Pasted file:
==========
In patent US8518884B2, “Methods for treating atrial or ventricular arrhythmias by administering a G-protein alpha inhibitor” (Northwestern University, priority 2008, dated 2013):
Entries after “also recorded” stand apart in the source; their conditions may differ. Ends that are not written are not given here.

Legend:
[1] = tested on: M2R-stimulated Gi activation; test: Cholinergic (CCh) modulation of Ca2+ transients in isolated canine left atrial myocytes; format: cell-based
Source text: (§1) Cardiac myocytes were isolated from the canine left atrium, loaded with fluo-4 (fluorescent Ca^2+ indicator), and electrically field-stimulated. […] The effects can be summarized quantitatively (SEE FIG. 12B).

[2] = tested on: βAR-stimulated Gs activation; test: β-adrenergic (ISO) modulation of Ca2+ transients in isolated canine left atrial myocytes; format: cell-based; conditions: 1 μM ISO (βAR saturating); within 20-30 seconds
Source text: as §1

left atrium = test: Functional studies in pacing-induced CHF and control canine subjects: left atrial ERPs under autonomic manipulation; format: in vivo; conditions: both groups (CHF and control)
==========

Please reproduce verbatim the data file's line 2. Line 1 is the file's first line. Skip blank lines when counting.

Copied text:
Entries after “also recorded” stand apart in the source; their conditions may differ. Ends that are not written are not given here.